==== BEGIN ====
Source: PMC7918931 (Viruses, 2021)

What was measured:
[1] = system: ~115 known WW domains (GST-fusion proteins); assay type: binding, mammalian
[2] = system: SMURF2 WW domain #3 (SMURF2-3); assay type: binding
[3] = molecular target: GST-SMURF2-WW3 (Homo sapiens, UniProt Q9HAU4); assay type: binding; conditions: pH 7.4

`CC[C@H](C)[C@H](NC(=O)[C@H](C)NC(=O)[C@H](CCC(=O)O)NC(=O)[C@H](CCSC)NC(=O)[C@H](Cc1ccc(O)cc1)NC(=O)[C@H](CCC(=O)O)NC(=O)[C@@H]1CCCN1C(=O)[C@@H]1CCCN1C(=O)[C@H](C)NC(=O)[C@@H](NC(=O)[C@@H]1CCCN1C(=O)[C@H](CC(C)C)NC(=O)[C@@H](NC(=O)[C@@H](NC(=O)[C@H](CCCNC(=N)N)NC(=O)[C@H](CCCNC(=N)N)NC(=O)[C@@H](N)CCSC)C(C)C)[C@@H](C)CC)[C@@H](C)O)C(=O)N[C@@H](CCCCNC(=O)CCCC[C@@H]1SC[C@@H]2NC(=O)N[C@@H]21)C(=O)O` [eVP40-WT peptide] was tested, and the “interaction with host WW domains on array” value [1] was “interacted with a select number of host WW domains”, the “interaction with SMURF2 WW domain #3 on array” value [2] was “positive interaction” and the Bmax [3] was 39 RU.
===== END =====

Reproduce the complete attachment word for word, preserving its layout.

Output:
Source: PMC7918931 (Viruses, 2021)

What was measured:
[1] = system: ~115 known WW domains (GST-fusion proteins); assay type: binding, mammalian
[2] = system: SMURF2 WW domain #3 (SMURF2-3); assay type: binding
[3] = molecular target: GST-SMURF2-WW3 (Homo sapiens, UniProt Q9HAU4); assay type: binding; conditions: pH 7.4

`CC[C@H](C)[C@H](NC(=O)[C@H](C)NC(=O)[C@H](CCC(=O)O)NC(=O)[C@H](CCSC)NC(=O)[C@H](Cc1ccc(O)cc1)NC(=O)[C@H](CCC(=O)O)NC(=O)[C@@H]1CCCN1C(=O)[C@@H]1CCCN1C(=O)[C@H](C)NC(=O)[C@@H](NC(=O)[C@@H]1CCCN1C(=O)[C@H](CC(C)C)NC(=O)[C@@H](NC(=O)[C@@H](NC(=O)[C@H](CCCNC(=N)N)NC(=O)[C@H](CCCNC(=N)N)NC(=O)[C@@H](N)CCSC)C(C)C)[C@@H](C)CC)[C@@H](C)O)C(=O)N[C@@H](CCCCNC(=O)CCCC[C@@H]1SC[C@@H]2NC(=O)N[C@@H]21)C(=O)O` [eVP40-WT peptide] was tested, and the “interaction with host WW domains on array” value [1] was “interacted with a select number of host WW domains”, the “interaction with SMURF2 WW domain #3 on array” value [2] was “positive interaction” and the Bmax [3] was 39 RU.